Building a Small Landscape Retaining Wall

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Building a small landscape retaining wall is something that you can do in three different styles depending on your preferences. Build a small landscape retaining wall with help from a landscape designer in this free video clip.

Part of the Video Series: Landscaping Materials & Techniques
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Video Transcript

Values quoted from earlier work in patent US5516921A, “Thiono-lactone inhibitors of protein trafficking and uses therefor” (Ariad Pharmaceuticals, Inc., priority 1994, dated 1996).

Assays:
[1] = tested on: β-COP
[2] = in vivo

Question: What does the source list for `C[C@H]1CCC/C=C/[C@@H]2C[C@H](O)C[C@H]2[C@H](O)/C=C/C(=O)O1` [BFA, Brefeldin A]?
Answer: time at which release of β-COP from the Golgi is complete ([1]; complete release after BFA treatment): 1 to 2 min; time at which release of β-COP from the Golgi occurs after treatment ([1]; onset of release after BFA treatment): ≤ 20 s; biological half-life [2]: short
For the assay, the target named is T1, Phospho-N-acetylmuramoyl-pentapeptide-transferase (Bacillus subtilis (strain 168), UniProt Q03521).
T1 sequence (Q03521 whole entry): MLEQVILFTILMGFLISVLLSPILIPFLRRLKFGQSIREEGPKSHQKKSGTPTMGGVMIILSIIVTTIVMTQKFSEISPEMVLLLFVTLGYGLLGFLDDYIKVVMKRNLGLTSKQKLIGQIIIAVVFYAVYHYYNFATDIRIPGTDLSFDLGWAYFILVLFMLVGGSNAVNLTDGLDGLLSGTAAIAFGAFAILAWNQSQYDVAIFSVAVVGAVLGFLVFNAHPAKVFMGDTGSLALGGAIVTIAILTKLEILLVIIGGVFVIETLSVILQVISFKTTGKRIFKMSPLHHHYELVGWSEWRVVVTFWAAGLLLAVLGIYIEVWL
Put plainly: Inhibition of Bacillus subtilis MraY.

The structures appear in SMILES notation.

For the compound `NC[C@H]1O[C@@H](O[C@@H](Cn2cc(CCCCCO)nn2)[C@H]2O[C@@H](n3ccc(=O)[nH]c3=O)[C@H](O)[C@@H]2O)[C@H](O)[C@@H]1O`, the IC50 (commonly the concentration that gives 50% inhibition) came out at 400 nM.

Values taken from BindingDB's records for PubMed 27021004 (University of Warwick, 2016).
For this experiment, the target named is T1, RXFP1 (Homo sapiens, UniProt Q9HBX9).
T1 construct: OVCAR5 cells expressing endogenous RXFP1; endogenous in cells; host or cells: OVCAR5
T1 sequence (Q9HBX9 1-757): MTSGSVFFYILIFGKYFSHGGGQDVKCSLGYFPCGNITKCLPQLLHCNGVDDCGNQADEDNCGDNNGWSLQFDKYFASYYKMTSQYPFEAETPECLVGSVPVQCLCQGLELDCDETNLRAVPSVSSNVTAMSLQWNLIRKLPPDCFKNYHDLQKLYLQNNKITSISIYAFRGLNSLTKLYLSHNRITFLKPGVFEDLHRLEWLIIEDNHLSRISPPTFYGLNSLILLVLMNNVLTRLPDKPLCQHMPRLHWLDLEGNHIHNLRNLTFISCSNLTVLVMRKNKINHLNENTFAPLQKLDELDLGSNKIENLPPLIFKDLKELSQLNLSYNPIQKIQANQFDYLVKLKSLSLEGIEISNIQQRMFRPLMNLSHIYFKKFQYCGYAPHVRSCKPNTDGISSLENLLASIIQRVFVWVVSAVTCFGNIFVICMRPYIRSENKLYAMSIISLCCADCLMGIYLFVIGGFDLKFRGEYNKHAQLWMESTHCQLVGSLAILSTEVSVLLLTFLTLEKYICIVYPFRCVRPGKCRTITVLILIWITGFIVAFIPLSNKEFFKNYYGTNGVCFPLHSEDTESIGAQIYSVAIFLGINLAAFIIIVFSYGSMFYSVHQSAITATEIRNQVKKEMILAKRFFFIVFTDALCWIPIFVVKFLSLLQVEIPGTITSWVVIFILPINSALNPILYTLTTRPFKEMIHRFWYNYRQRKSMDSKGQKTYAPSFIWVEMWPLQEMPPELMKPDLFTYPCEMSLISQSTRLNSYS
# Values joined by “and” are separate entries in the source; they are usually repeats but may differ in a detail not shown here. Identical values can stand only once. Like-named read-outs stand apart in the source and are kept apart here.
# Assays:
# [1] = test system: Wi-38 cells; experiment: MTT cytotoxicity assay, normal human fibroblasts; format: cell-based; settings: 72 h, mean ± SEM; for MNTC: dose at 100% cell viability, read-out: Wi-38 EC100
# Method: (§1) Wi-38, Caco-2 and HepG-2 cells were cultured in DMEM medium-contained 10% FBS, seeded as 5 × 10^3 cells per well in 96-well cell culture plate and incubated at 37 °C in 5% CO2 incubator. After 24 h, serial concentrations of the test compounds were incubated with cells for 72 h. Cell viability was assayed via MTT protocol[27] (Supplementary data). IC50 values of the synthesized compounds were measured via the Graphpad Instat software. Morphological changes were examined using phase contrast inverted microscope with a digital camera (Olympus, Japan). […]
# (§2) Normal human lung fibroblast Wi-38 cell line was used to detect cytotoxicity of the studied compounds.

Hello, my name is Thomas Lowe, and I live in Atlanta, Georgia and I'm a landscape designer here. Today's title is, building a small landscape retaining wall. One of the first things to think about is, what type of material, maybe budget that you want to do, when it comes to building a small landscape retaining wall. I'll talking about three different styles. First of all, I want to talk about one that is really popular. This is a pre-fabricated landscape block, there's lots of different names for this, Allan Block, Windsor Wall or Castor Block, Landscape Block. Their designs, on the bottom of them, where there's a lip and it actually locks into place, so that it won't fall forward. So, the first thing when installing this landscape block, is know that these 12 inches across and they're four inches thick. So, this really makes calculating a lot easier, when you're trying to figure how many to buy. Obviously, if you want a 30 foot long wall, you'd buy 30 of those,and if you wanted it a foot tall, you'd buy three of those halved. So, you know, the reason to calculate, because they're four inches thick and 12 inches across. Now, I also recommend and as talked about in some of the other videos, this is a great landscaping tool, it's a rectangle shovel with a flat end. First of all, what you would need to do, is figure out where you want your wall to go in, with some spray paint, or some sand and make a line. And then, you'd want to go in and you'd want to trench down in the ground at least an inch and dig out a lot of your dirt and pile behind this. Because you actually use this to back fill, to use this dirt behind this retaining wall. So, on you've established where the wall goes and you've dug out an area, I recommend this rectangle shovel, it's great in many different jobs. And what you'd need to do is, is go in and it makes easier if you use some paver sand. Depending on the size of the wall, you're going to need several bags of paver sand, they're sold in, anywhere from 40 to 60 pound bags. So, you take your paver sand and you go in and you would just dump maybe an inch to two inch layer of paver sand in your trough. That way, it's a lot quicker and a lot easier to level these blocks. I recommend, when you level these blocks, to use a string or even just a really long level that actually sits on the blocks to level these. And the sand, also that way, you can use the sand to level the blocks, you can also use this gardening trowel to move the sand about, to make the sand a little less or make it a little more. So that the blocks are adjusted to the right height, so that it is level. It is very important that you get these blocks leveled and they don't have to be perfectly leveled, but pretty close. So, as you're building up several more blocks high, it doesn't look off. Also, so that these landscape blocks are adjusted properly in the front, measure this little triangle that's created when you set the blocks on here. If it's the right width, then you know that the wall's not going to look curved as you build along your wall. So, once you go in and you set this here, you an use a garden trowel, then you'd measure the back to get it really close to the same width. Then, once the lower level is leveled, then it becomes a lot less tedious to do, it becomes a little easier. Then, you go back and remember, this actually has a lip on the back, you actually, you go back and you stagger the blocks, and you pull it forward a little bit, so it's snug. Also, you want to make sure that the middle of this block is right in the seam. So that when you get to the end of your row, it's really close. Now, if you get to the end of your row, and one of these blocks is over-hanging, you can use a masonry saw to cut the end of the piece. Now, also, once you get everything built on top, where you get to your very last block, rather, if you only did too high or too tall. There also is a cap that is sold, so this cap actually just goes on the top of the block. And you also want to stagger this cap, this is called a cap. See, that way if you stagger this piece, and also some people choose to have it flush,most people tend to have to do an overhang. Then, if you do an overhang, this, on here, then what happens is, it creates a little bit of a shadow, so aesthetically you have more of a line just on there. Now, one material that I use to at least fasten this cap to the last retaining block, is constructive, construction adhesive. This construction adhesive is sold in home centers, you cut the end of this off, there's a little membrane in here, you puncture. And this is a caulk gun, you just take the caulk gun and you just put like, maybe three quarter size droppings on here. And then, go back and you take the cap and you put onto here. It takes a couple days to really dry, or firm, I mean, you could move it maybe in a day, but I would wait at least two to four days before you start to sit on this wall or move it around a lot. Once this wall is built up, then you come back with some top soil and back fill right behind it. Another approach to building or choosing a small landscape retaining wall, is using old rail road timbers. A lot of these are sold as landscape timbers for retaining walls, small retaining walls or tall retaining walls. This is probably a little bit less expensive than the prefabricated blocks, just talked about a little earlier. The way to install the landscape timbers, is first of all, as you can see here, you would want to go in and dig down in the ground. These aren't exact the same thickness, they're within a few inches of being the same thickness. But you want to dig down at least half way to almost 80 percent down in the ground to establish a good foundation. Then, you can go back with another landscape timber and put right on top of the base, landscape timber. Also, the joints that are in here, you may want to make sure that there's not also a seam or a joint in between the one below. You want to stagger these joints, so if I was going to build a wall, it was one more timber taller than this. I would actually go the timber over this joint, so it becomes locked in a little bit stronger. Now, the way to hold these together, so these don't move, two ways to go about it. You can use a large landscape nail that you can get in most any home centers. One problem with the nails, is that they may not be long enough to go all the way through to attach to the timber below. So, in that case, I highly recommend this rebar, this is called a Rebar, it's a steel rod. Now, the way to install this rebar or steel rod, is to choose a heavy duty drill and you'll want the drill bit, it's very, very important. You'll want the drill bit to be the same size, preferably a little bit smaller, the drill bit to be smaller in diameter, than this rebar or steel bar. That way, this rebar goes in with a really tight fit and it makes the wall much more secure. And also, you'd want t drill, some of these timers have little holes in them. So, you'd want to you know, get more of the thicker part of the timber. So, you'd drill the hole right, not here on the edge or here, but in the center. Then, you would go back in that hole and then, take a small sledge hammer, not a hammer, a hammer would take too long. A small sledge or even a medium size sledge hammer and start hammering this and then, just hammer this spike all the way through, till this is actually flush with the top of this. That way, if you put another retaining wall or another landscape timber on top, that it's flush. Another wall that we'll talk about is the stone wall. Stone walls are much more intricate to build, it's maybe a little challenging for homeowners to build these walls. So, if you have this bidded out, these are generally more expensive to build than your block retaining walls, or your landscape timber retaining wall. And the way to go about building a small fieldstone, some people call this fieldstone, gray fieldstone, is the first thing, it's the most important thing to do when building a flagstone wall, is you need to dig down at least four to eight inches below this. To go in and to pour concrete foundation, and you'll need to let the foundation set up for several days. So that it cures and it's set up enough to hold the weight of the stone. The next piece you'll need to do, is to pick out stones that usually they're more consistent in thickness, the better. You know, they'e natural stones, they're not going to be perfect. So, what you need to do is, is go in and pick out what nice stones that you'd want to sit in here. You can be really artistic with this and put in unique pieces of stone, have some fun with it, with the different colors and different sizes. And then, you would, once you've poured your foundation, you would go back in and put in some concrete blocks on the foundation. And it's important that you dig the foundation wide enough to encompass the four inch or eight inch thick cinder block. Then, you'd want to make sure that you have the proper depth stone, so that it encompasses the width of the foundation. Now, it doesn't have to be perfect because you want to have a little bit of a gap between, so that you can pour concrete. Now, once you've poured your foundation, set your concrete blocks and then, going in, I recommend not building up all at once, but building all the way across. Then, going back to the end, building across again, going back and building across. That way, it builds a lot more securely, if you do that. And then, once you build up about half way, there's a pocket between the cinder block and the stone, you can pour concrete for extra security. Also, this is a cap similar to the cap on the Allan Block wall that we talked about earlier. You may want to put a cap on top as well. And also, retaining walls that are built anywhere from about 18 to 24 inches are great for a sitting height. So, you can also make it multi-functional for like a sitting wall. I hope this video has been some help for you and thank you very much, have a great day. My name is Thomas Lowe, and I'm a landscape designer in Atlanta, Georgia.